I have a confession to make … while I make a living speaking to thousands of adoring, screaming, hysterical crowds all around the country (okay, maybe that is a slight exaggeration), I have to give myself a pep talk every time I walk into a room full of people I don’t know!
While I consider myself a “people person” (which would probably be good for a guy who brands himself as “The Connection Expert), the truth is I like to describe myself as an “Extroverted Introvert.” While I like being around people, I also need distance, privacy and space…and when the situation doesn’t require me to fill the room with personality, I’m content blending into the background.
When I was a community manager there was a person who headed up our construction team that always seemed to rub me the wrong way. He would come into my office and start to tell me all the things he was going to do, the schedule he was going to pursue and how much it was going to cost against my budget … all without my input.
At the beginning of my relationship with him, I constantly felt bulldozed by him, by what he wanted to do, what he felt we should do and what he expected me to do, and I did NOT like the feeling! At. All.
This person, who I’ll call, “Chuck,” is a classic example of what psychologist Karen Horney (whose work on relational styles has greatly inspired my thoughts on how we connect with one other) would call someone whose dominant relational style is to “Move Against People.”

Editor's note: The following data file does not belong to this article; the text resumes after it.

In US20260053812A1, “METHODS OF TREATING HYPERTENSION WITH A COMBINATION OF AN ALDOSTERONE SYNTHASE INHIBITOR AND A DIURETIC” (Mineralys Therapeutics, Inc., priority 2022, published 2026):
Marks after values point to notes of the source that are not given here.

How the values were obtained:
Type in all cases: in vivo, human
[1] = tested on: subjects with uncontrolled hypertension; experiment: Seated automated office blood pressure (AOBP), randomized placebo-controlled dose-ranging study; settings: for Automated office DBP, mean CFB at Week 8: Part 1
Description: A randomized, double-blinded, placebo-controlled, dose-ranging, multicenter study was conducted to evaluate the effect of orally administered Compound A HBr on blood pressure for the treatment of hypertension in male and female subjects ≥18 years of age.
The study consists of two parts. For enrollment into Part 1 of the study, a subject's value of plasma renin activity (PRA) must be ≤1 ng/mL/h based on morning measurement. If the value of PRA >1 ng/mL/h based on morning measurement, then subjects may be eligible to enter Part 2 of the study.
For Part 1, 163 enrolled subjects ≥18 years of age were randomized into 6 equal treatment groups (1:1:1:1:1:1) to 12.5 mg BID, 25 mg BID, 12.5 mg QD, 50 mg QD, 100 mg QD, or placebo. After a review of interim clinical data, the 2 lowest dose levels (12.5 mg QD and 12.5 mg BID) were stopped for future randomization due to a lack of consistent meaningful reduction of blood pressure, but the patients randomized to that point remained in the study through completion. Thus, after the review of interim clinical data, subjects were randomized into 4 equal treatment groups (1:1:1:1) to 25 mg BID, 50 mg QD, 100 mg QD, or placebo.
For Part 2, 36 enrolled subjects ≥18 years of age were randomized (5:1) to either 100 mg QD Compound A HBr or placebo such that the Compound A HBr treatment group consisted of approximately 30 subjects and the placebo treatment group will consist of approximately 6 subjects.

The Carolina Panthers were THE team to beat in the 2015-2016 NFL season. Their offense was number one in the league in points scored (31.2 per game), their defense was ranked sixth in points allowed per game (19.2), their quarterback, Cam Newton was the league's Most Valuable Player and Offensive Player of the Year and the team cruised to a 15-1 record.
Most pundits chose the Panthers to defeat the Denver Broncos in Super Bowl 50-and this game was touted and hyped (oh, the HYPE!) into a battle between the "old guard," Peyton Manning, and the "new face of the league" Cam Newton, with Newton and the new school Panthers primed to shove "chicken parm that tastes so good" into the face of the Broncos and (perennial TV pitchman) Manning. These Panthers were too good. They were so good that it was too easy for them this year.
And maybe that was the problem ... it was too easy.
Recently we have been learning about the two main styles that people use when communicating with one another. If your words are your words, if you say what you mean and mean what you say, then you’re probably a Direct Communicator. If on the other hand your communication is not found in the words you use, but in your expressions, body language, and tone of voice, then you’re probably an Indirect Communicator.
These two different languages of communication that we speak is part of the reason why it can be so difficult to understand other people, and to be understood!
Think about it-an Indirect Communicator really needs the people around him/her to read the non-verbal signs of what s/he is trying to communicate-which can be HUGELY frustrating for Direct Communicators, whose natural tendency is to rely on words and words alone!
I am a national speaker, trainer, and strategic consultant to companies and organizations. I'm also
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